So… you’ve done it.  You plunked down some of your hard earned money for online display ads.  You put together that guest post.  You landed that big interview.  You created the most amazing link bait title that has found “velocity” in the Twitter echo-chamber.

Congratulations. But you are not done.  Far from it!

All too often the temptation is to view “the get” as the achievement.  Don’t misunderstand – “the get” is a big deal and when you land them certainly savor those moments.  But it is important to also take a step back and to really appreciate the objective.

Why did you chase “the get?”  You did it for “the click” of course.  And so if you are chasing “the get” for “the click” it is probably even more important that before you even think about “the get” you are thinking about what happens “after the click.”

“After the Click” is what happens once somebody actually takes the action on a third party site, leaving that site to enter yours. 

The fact is all too often site owners will view “the get” as more important than “the click”, after all you had to put so much work into even landing “the get” but the reality is “the get” is not going to put bread on the table.  In fact nor is “the click” unless… “the click” results in a real action of some meaning.

Sign up. Subscribe. Follow. Share. Contact. Buy.  Real actions that quantifiably move a site visitor in some way that is meaningful to you and your business. A real action.

While this is a huge space, here are a few ideas that should give you a nice jump start into thinking about “After the Click”.

Click Planning.  Okay… so you know you are out there looking for clicks.  That is reasonable – you want visits to your site.  But as you are pursuing this effort it is critical that you think through what you are hoping to achieve with each click, and that you are delivering on a meaningful experience for that specific click.  Yes – that means you really need to consider where you are sending people, and often the best place to send someone might not be your home page.  That means you probably need to have that conversation you’ve been avoiding for too long about landing pages.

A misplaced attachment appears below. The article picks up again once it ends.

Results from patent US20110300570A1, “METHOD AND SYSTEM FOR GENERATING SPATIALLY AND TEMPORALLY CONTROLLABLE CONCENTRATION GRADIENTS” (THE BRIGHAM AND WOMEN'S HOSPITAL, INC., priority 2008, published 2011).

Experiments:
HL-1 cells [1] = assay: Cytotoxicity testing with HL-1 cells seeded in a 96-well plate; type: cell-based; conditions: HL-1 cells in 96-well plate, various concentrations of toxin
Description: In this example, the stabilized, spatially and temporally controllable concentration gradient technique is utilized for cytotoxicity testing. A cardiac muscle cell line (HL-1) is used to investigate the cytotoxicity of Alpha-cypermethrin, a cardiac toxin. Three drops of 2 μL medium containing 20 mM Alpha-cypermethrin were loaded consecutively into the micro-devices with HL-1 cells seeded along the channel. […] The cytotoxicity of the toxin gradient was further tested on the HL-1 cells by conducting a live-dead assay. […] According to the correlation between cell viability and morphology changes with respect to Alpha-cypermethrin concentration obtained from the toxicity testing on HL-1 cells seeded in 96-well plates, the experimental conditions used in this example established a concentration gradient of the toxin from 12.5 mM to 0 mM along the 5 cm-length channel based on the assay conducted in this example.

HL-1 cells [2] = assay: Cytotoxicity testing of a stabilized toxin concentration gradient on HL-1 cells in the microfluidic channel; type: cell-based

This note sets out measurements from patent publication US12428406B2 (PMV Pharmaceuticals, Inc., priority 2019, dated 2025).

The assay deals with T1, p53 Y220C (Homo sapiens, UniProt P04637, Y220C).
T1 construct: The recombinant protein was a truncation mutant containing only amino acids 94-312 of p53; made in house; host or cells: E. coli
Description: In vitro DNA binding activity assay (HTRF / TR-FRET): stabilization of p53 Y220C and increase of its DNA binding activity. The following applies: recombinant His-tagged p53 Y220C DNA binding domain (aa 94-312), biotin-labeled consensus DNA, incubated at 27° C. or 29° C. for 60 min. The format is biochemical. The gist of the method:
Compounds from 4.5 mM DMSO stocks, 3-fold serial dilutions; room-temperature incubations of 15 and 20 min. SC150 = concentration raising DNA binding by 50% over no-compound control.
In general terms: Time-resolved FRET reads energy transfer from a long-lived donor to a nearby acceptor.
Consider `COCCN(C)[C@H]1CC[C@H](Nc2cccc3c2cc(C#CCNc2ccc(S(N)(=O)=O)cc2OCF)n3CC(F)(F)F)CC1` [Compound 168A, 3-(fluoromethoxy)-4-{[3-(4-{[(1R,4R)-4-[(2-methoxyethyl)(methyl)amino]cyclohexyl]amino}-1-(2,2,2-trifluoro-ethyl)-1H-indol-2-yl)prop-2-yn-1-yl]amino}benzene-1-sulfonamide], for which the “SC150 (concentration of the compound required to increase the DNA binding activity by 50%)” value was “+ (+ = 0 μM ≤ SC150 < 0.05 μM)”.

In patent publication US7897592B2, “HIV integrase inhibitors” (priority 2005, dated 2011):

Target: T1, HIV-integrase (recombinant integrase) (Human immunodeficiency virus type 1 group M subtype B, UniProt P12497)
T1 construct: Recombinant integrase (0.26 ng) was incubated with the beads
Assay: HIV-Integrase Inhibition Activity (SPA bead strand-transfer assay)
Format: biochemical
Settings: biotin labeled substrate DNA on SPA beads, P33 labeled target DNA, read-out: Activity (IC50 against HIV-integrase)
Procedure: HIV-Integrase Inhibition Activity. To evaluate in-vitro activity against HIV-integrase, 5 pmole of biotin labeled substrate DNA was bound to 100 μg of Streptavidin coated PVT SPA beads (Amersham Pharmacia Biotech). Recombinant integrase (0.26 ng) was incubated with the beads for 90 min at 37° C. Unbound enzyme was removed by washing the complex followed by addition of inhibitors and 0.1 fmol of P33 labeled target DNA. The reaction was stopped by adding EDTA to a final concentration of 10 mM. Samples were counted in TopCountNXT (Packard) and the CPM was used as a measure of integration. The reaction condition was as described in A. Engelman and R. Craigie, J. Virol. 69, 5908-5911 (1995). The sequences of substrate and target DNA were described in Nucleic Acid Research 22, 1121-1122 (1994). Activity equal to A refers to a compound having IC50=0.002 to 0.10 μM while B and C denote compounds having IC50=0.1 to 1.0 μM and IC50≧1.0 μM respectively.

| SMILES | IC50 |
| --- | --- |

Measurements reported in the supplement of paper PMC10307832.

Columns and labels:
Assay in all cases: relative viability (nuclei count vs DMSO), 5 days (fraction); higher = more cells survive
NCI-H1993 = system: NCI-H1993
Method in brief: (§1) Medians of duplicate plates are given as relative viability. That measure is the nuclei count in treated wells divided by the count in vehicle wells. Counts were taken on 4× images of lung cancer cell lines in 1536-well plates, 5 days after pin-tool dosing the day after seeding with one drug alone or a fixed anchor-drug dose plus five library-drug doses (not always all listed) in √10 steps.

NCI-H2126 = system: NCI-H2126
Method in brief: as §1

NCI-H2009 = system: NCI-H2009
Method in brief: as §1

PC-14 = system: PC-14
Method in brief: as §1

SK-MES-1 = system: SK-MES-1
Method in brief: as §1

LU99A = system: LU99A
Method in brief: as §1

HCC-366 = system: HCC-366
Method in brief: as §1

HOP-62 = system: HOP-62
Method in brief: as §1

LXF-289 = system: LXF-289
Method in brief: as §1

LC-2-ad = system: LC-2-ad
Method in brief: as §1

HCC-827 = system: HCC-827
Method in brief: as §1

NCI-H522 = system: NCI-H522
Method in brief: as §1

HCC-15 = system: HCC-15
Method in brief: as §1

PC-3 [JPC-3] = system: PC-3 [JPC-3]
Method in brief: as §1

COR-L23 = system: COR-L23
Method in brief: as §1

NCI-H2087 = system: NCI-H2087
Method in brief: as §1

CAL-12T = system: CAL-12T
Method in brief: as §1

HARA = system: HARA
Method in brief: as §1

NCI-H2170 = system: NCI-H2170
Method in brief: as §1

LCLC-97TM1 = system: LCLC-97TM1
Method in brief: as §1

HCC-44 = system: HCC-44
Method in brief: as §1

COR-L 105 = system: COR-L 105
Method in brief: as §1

User Expectations.  Another big item to consider is what the user is expecting.  Again, if you for example run an ad focusing on a very specific service, and “the click” is directing a visitor to a page on your site that really has nothing to do with your ad the likelihood of that visitor sticking around to “find” what they were looking for is slim to none.  Same thinking with a guest post where your byline promises something specific only to now send a visitor to something vague.  If you are taking the time land “the get” make sure you also take the time to consider what the expectation is after “the click.”

Test.  Try out a few different ideas.  If you want to take testing further you can run A/B tests – literally running two different versions of the same landing page to see which one performs better.  Test your headlines.  Test overall your value.  Test your language.  Test your tone.  Test if that video you just shot actually helps or hurts (and consider what that video cost to shoot versus the return).  Test colors.  Test calls to action. There are more than a few companies that offer solid solutions specific to this, or if you want you can run these tests yourself.

Optimize Your “Gets”.  That’s right – make sure you are not only focusing on a “get” that results in action (testing…), but also make sure you are qualifying your “gets” correctly with the right call to action, and that you going after “gets” that might result in value.  Make sure the resulting “clicks” from your “gets” are bringing you site visitor traffic that delivers value versus simply delivering traffic.

The Human Factor.  At a certain point in this entire continuum it is important to remember that a person is at the other end of the experience.  Ostensibly that person is someone that is in some way qualified to be interested, enough so that they went ahead and following your direct action they have now taken the next step with their click.  Manners.  Tone.  Sensibility.  Posture.  These are all things that humans consider.  Providing an amazing experience helps too.

So… before we can consider what happens “after the click” perhaps the best place to start is well before it!